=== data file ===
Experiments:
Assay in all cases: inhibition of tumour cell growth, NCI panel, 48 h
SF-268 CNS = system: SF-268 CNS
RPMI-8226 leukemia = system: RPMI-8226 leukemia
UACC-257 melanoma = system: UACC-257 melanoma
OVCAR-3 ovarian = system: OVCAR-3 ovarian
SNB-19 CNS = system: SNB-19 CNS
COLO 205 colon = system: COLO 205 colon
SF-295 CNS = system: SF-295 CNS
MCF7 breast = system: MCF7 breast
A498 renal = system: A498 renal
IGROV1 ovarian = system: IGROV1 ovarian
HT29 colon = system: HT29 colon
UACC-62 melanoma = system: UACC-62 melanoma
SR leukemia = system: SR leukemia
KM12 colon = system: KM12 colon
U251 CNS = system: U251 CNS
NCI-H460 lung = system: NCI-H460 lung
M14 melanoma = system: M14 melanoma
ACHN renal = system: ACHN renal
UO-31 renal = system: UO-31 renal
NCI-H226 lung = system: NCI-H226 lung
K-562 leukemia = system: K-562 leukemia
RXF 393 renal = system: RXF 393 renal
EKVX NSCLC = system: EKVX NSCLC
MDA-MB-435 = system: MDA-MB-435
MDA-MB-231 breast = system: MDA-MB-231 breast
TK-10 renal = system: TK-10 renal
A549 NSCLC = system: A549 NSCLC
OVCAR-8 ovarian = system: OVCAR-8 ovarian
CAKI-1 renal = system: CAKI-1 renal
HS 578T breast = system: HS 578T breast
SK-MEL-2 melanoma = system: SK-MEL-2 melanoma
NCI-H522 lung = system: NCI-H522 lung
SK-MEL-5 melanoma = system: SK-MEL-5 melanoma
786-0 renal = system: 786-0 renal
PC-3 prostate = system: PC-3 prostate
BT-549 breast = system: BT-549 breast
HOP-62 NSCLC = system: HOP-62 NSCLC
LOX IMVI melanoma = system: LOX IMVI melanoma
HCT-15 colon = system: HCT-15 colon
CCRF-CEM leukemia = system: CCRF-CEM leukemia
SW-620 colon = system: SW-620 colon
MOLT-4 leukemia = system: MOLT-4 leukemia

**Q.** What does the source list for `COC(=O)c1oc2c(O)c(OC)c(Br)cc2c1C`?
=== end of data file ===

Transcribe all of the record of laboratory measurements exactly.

Experiments:
Assay in all cases: inhibition of tumour cell growth, NCI panel, 48 h
SF-268 CNS = system: SF-268 CNS
RPMI-8226 leukemia = system: RPMI-8226 leukemia
UACC-257 melanoma = system: UACC-257 melanoma
OVCAR-3 ovarian = system: OVCAR-3 ovarian
SNB-19 CNS = system: SNB-19 CNS
COLO 205 colon = system: COLO 205 colon
SF-295 CNS = system: SF-295 CNS
MCF7 breast = system: MCF7 breast
A498 renal = system: A498 renal
IGROV1 ovarian = system: IGROV1 ovarian
HT29 colon = system: HT29 colon
UACC-62 melanoma = system: UACC-62 melanoma
SR leukemia = system: SR leukemia
KM12 colon = system: KM12 colon
U251 CNS = system: U251 CNS
NCI-H460 lung = system: NCI-H460 lung
M14 melanoma = system: M14 melanoma
ACHN renal = system: ACHN renal
UO-31 renal = system: UO-31 renal
NCI-H226 lung = system: NCI-H226 lung
K-562 leukemia = system: K-562 leukemia
RXF 393 renal = system: RXF 393 renal
EKVX NSCLC = system: EKVX NSCLC
MDA-MB-435 = system: MDA-MB-435
MDA-MB-231 breast = system: MDA-MB-231 breast
TK-10 renal = system: TK-10 renal
A549 NSCLC = system: A549 NSCLC
OVCAR-8 ovarian = system: OVCAR-8 ovarian
CAKI-1 renal = system: CAKI-1 renal
HS 578T breast = system: HS 578T breast
SK-MEL-2 melanoma = system: SK-MEL-2 melanoma
NCI-H522 lung = system: NCI-H522 lung
SK-MEL-5 melanoma = system: SK-MEL-5 melanoma
786-0 renal = system: 786-0 renal
PC-3 prostate = system: PC-3 prostate
BT-549 breast = system: BT-549 breast
HOP-62 NSCLC = system: HOP-62 NSCLC
LOX IMVI melanoma = system: LOX IMVI melanoma
HCT-15 colon = system: HCT-15 colon
CCRF-CEM leukemia = system: CCRF-CEM leukemia
SW-620 colon = system: SW-620 colon
MOLT-4 leukemia = system: MOLT-4 leukemia

**Q.** What does the source list for `COC(=O)c1oc2c(O)c(OC)c(Br)cc2c1C`?